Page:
Having different pattern or set of rules for service requiring technical skill may be justified but even for such services, for the sake of expediency interview test should not be relied upon as an exclusive test and the marks assigned for interview/personality test should be minimal to avoid changes of arbitrariness, bias and the like minimal as observed by the Hon'ble Supreme Court in Ajay Hasia vs. Khalid Mujib [AIR 1984 SC 873]. In the matter of promotion for other services in the Railway Department, more importance has to be given to record of service and seniority than the professional ability to be judged at the time of interview. This will bring uniformity with the other department of Government of India and minimise the chances of complaint as made in the present case. The Rule under which the selection for the post of CPI has been made in the instant case, therefore, requires a change." In Ajay Hasia's case there was challenge to the validity of admission to the Regional Engineering College, Srinagar. On merit of the case various contentions were raised and it was submitted that marks obtained by the candidates at the qualifying examination were ignored and as many as 50 marks were fixed for viva-voce examination as against 100 marks allocated for the written test and relying on viva-voce examination as a test for determining comparative merit of the candidate was arbitrary. On the question of allocation of marks for oral interview this Court observed that allocation of as high a percentage as 33 1/3 of the total marks for the oral interview should be regarded as infecting the admission procedure with the vice of arbitrariness and selection of candidates made on the basis of such admission procedure could not be sustained. This Court said that under the existing circumstances allocation of more than 15% of the total marks for the oral interview would be arbitrary and unreasonable and would be liable to be struck down as constitutionally invalid. The principal laid by this Court in Ajay Hasia's case is not of universal application in all circumstances and in all cases though the court also touched upon the excessive marks allocated for viva-voce in recruitment and promotion in public employment. In Lila Dhar vs. State of Rajasthan and others [AIR 1081 SC 1777] this Court considered the decision in Ajay Hasia's case and explained the use of the expression "or even in the matter of public employment" in the context of allocation of marks for oral examination of the candidates seeking employment or promotion. In this case the High Court had struck down the selection for the post of Munsifs on that ground that more than due weightage was given to the interview test in that 25% marks were allocated to viva-voce under the Rules and thus holding that the selection was arbitrary and violative of Articles 14 and 16 of the Constitution. This Court said that the words "or even in the matter of public employment" were not intended to lay down any wide, general rule that the same principle that applied in the matter of admission to colleges also applied in the matter of recruitment in the public employment was per incuriam since the matter did not fall for the consideration of the Court in that case. The Court then went on to observe as under:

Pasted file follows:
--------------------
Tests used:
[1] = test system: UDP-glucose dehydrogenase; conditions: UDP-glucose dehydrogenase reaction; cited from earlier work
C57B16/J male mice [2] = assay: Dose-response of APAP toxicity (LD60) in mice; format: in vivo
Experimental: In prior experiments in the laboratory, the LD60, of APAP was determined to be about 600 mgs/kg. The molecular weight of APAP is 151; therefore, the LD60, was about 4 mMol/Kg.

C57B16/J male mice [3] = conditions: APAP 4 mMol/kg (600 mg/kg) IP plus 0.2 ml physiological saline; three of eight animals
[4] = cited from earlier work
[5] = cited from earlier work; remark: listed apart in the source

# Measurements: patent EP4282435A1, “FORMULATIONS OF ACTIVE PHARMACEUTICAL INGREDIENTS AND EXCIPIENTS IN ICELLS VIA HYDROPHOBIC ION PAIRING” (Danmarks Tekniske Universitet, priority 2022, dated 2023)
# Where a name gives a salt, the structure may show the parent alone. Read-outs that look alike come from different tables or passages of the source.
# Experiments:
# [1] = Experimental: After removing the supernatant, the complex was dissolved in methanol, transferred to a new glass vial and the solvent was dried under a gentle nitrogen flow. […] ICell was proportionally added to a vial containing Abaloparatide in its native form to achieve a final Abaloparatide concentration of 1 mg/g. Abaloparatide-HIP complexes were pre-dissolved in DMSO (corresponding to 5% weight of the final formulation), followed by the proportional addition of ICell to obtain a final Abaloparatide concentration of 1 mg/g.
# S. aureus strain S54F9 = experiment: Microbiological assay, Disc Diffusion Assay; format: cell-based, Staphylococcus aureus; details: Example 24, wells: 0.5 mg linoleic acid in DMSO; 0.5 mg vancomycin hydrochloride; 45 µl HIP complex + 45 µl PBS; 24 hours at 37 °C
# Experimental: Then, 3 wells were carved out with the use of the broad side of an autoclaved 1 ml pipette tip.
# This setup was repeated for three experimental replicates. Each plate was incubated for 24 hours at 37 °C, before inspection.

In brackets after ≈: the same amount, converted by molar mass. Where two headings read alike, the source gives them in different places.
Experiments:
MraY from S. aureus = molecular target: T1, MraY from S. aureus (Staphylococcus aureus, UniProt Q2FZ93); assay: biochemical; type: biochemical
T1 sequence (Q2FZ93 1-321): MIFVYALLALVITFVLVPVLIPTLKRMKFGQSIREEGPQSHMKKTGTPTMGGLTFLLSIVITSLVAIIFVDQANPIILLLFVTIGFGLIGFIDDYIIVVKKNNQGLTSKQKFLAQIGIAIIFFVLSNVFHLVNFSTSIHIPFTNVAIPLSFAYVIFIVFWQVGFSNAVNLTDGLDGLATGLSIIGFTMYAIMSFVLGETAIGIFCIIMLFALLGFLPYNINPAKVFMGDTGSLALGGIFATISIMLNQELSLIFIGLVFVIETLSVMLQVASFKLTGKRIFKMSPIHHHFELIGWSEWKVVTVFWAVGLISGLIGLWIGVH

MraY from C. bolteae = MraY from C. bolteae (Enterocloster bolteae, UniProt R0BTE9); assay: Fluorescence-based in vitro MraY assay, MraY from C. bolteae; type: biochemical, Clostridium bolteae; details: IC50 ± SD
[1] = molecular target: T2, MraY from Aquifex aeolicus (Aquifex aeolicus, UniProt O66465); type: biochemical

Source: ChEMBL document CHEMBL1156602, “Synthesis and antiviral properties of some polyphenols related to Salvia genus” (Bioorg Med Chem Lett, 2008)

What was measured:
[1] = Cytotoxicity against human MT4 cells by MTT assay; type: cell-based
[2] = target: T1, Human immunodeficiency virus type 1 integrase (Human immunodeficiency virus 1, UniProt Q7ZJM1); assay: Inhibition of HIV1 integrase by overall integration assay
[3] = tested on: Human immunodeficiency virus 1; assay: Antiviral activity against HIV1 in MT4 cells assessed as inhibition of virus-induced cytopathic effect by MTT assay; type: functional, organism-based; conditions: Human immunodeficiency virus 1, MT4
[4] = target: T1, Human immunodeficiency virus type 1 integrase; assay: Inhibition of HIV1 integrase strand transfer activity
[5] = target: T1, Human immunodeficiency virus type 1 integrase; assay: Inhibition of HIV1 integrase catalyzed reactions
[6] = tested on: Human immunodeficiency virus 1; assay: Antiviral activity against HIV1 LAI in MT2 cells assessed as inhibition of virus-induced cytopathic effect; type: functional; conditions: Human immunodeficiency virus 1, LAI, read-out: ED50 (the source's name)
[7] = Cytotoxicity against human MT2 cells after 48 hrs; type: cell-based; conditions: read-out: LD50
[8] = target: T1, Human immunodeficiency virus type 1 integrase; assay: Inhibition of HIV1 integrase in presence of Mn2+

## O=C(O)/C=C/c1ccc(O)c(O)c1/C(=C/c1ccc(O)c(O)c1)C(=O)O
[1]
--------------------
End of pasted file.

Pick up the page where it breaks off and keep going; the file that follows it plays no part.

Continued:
"Nor do we think that the Court intended any wide construction of their observation. As already observed by us the weight to be given to the requirement of the service to which requirement is made, the source-material available for recruitment, the composition of the interview Board and several like factors. Ordinarily recruitment to public services is regulated by rules made under the proviso to Art.309 of the Constitution and we would be usurping a function which is not ours, if we try to redetermine the appropriate method of selection and the relative weight to be attached to the various tests. If we do that we would be rewriting the Rules but we guard ourselves against being understood as saying that we would bot interfere even in cases of proven or obvious oblique motive. There is none in the present case." This Court held that the selection for the post of Munsifs was valid and could not be struck down. It said that the provision for marks for interview test need not and cannot be the same for admission to colleges and entry into public service. It said that in that in the case of service to which recruitment had necessarily to be made from persons of mature personality, interview test may be the only way and subject to basic and essential academic and professional requirements being satisfied and that subjecting such persons to written test might yield unfruitful and negative results. There cannot be any rule of thumb regarding the precise weight to be given and that it must very from service to service according to the requirements of the service, the minimum qualifications prescribed, the age group from which the selection is to be made, the body to which the task of holding the interview test is proposed to be entrusted and a host of other factors. The Court said that it was a matter for determination by experts and also a matter for research and that it was not for the Court to pronounce upon it unless exaggerated weight had been given with proven or obvious oblique motives.